Both teams play at the same time. Each captain is charting a course and stating out loud their bearing (North, East, South, West). This information is used by their crew two prime weapons- but go too far or too fast and your sub needs to come to the surface for repairs. All of the time you are stating your movements, the other team's radio operator is listening. They are charting your pathway through certain positions in the archipelago (submarines cannot travel through the land) and marking a possible zone where you might be located. Now the weapons master is ready to launch the torpedo or mine to cause damage.
Traditional games of battleships are always a little dry. “E7 hit, E 8 miss” etc. But in Captain Sonar everyone has a role all of the time. The radio operator must be attuned to the opposing captain’s directions. Your captain must chart a path to avoid obstacles and previous routes, get close enough to fire torpedoes, yet not get identified. The engineer must keep the sub running and weapons expert ensure the torpedoes and search equipment is ready for deployment. This is a tense game. You cannot relax for one minute and it is almost like the film “The Hunt for Red October”.
Here is the scenario - make of it what you will. Four characters, probably extras from the Lord of the Rings, stumble into a shopping mall. Each needs to retrieve a specific weapon or item (ie get to a specific point). They then need to reach their own exit. However, their movements are limited in that each player may perform just a handful of actions (This might be to move any character North or move a pawn up the stairs]. Rather than each player having their own piece, all of the pawns can be moved all of the time but only in the direction specified by a player’s card. This is also limited by the fact that there is a timer. A character needs to reach other areas in the shopping mall to refresh the timer otherwise the game is lost.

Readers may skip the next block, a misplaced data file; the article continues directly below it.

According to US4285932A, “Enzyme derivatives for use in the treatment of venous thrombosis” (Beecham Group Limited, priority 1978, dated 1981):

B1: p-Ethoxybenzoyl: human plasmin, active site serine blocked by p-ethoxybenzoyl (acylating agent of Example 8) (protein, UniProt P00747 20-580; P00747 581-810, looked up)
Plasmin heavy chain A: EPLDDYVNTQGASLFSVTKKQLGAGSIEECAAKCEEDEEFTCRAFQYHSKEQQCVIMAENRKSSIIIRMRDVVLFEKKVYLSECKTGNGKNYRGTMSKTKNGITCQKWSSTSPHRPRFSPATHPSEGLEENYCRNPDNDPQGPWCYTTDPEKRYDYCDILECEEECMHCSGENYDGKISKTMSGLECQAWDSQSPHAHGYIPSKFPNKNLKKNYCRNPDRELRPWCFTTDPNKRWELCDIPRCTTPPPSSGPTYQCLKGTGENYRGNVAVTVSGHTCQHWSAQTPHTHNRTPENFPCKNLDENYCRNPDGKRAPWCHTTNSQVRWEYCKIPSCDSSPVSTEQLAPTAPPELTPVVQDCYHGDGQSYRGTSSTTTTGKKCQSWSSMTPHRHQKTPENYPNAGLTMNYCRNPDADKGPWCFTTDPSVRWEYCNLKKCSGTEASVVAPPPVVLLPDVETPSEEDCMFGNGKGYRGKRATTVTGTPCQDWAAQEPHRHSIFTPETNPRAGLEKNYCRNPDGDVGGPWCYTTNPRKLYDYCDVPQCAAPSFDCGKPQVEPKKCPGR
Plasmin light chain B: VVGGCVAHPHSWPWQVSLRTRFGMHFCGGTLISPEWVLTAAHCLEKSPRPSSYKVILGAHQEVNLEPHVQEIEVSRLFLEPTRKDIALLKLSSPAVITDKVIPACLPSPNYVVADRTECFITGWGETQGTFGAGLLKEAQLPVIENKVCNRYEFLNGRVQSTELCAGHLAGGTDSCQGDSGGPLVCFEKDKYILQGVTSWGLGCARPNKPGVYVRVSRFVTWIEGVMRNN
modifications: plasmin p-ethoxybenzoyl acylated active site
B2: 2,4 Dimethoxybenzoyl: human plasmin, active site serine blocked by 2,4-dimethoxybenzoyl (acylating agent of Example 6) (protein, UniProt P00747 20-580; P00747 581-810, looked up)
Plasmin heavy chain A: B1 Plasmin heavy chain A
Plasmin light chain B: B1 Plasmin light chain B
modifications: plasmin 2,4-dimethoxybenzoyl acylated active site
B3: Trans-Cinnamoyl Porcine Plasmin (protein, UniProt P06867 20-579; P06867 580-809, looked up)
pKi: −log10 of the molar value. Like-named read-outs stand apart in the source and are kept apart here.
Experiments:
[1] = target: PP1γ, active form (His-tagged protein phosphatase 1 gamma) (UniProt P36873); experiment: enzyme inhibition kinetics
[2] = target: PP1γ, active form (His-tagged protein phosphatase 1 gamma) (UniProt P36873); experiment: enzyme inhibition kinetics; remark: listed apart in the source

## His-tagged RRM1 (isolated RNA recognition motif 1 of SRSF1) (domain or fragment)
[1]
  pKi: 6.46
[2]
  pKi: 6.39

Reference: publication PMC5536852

The game board is modular – a series of interconnecting tiles drawn randomly. As the game progresses, so the distance to the exit becomes more challenging.
The crazy thing about magic maze is that it is played in complete silence. There can be no communicating to the others so although it is a cooperative game, players need to be on the same wavelength for this strategy. Rather than being called magic maze, perhaps manic maze is a better description. It takes a certain mindset to enjoy it, but with up to 8 players at a time this is sure to make a showing once lockdown is over.
These five games showcase some of the titles available with a real-time mechanic and or play mechanic. They are not all loud and raucous, but one thing they do have in common is no downtime or chance to relax during the game. So if you do fancy a bit of adrenaline to spice up your game playing, do have a look at these.